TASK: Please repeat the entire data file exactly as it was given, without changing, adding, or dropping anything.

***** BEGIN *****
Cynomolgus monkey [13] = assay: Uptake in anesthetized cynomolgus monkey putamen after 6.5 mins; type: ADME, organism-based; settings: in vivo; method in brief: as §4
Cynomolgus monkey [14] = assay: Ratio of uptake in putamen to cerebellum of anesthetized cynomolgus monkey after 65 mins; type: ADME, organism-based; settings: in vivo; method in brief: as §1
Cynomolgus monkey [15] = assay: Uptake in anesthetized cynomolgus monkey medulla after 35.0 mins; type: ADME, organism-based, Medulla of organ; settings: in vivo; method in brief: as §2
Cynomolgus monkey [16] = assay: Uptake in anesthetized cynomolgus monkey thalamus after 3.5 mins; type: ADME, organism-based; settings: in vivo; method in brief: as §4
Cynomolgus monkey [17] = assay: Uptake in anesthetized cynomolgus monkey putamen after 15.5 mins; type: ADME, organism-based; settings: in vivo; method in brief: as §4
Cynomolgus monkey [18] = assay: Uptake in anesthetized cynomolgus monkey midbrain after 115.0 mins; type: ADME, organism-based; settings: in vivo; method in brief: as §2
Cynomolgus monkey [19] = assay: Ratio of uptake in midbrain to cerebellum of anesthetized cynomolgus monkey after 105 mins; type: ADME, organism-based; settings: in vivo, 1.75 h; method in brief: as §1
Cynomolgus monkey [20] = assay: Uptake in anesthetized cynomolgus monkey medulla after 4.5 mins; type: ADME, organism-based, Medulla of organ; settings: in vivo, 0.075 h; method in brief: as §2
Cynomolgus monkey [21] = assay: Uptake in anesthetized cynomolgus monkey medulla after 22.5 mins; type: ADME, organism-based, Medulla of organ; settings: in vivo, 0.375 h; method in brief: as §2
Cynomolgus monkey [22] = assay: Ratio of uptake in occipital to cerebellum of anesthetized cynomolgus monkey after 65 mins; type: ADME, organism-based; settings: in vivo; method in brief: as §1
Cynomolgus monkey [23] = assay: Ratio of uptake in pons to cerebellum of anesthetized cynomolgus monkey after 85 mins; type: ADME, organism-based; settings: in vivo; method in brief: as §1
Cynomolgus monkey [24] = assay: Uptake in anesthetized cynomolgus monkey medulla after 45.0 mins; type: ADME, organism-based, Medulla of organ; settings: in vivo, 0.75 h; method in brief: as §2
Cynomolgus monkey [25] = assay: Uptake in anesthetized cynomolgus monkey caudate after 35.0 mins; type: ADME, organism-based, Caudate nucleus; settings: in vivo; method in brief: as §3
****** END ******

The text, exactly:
Cynomolgus monkey [13] = assay: Uptake in anesthetized cynomolgus monkey putamen after 6.5 mins; type: ADME, organism-based; settings: in vivo; method in brief: as §4
Cynomolgus monkey [14] = assay: Ratio of uptake in putamen to cerebellum of anesthetized cynomolgus monkey after 65 mins; type: ADME, organism-based; settings: in vivo; method in brief: as §1
Cynomolgus monkey [15] = assay: Uptake in anesthetized cynomolgus monkey medulla after 35.0 mins; type: ADME, organism-based, Medulla of organ; settings: in vivo; method in brief: as §2
Cynomolgus monkey [16] = assay: Uptake in anesthetized cynomolgus monkey thalamus after 3.5 mins; type: ADME, organism-based; settings: in vivo; method in brief: as §4
Cynomolgus monkey [17] = assay: Uptake in anesthetized cynomolgus monkey putamen after 15.5 mins; type: ADME, organism-based; settings: in vivo; method in brief: as §4
Cynomolgus monkey [18] = assay: Uptake in anesthetized cynomolgus monkey midbrain after 115.0 mins; type: ADME, organism-based; settings: in vivo; method in brief: as §2
Cynomolgus monkey [19] = assay: Ratio of uptake in midbrain to cerebellum of anesthetized cynomolgus monkey after 105 mins; type: ADME, organism-based; settings: in vivo, 1.75 h; method in brief: as §1
Cynomolgus monkey [20] = assay: Uptake in anesthetized cynomolgus monkey medulla after 4.5 mins; type: ADME, organism-based, Medulla of organ; settings: in vivo, 0.075 h; method in brief: as §2
Cynomolgus monkey [21] = assay: Uptake in anesthetized cynomolgus monkey medulla after 22.5 mins; type: ADME, organism-based, Medulla of organ; settings: in vivo, 0.375 h; method in brief: as §2
Cynomolgus monkey [22] = assay: Ratio of uptake in occipital to cerebellum of anesthetized cynomolgus monkey after 65 mins; type: ADME, organism-based; settings: in vivo; method in brief: as §1
Cynomolgus monkey [23] = assay: Ratio of uptake in pons to cerebellum of anesthetized cynomolgus monkey after 85 mins; type: ADME, organism-based; settings: in vivo; method in brief: as §1
Cynomolgus monkey [24] = assay: Uptake in anesthetized cynomolgus monkey medulla after 45.0 mins; type: ADME, organism-based, Medulla of organ; settings: in vivo, 0.75 h; method in brief: as §2
Cynomolgus monkey [25] = assay: Uptake in anesthetized cynomolgus monkey caudate after 35.0 mins; type: ADME, organism-based, Caudate nucleus; settings: in vivo; method in brief: as §3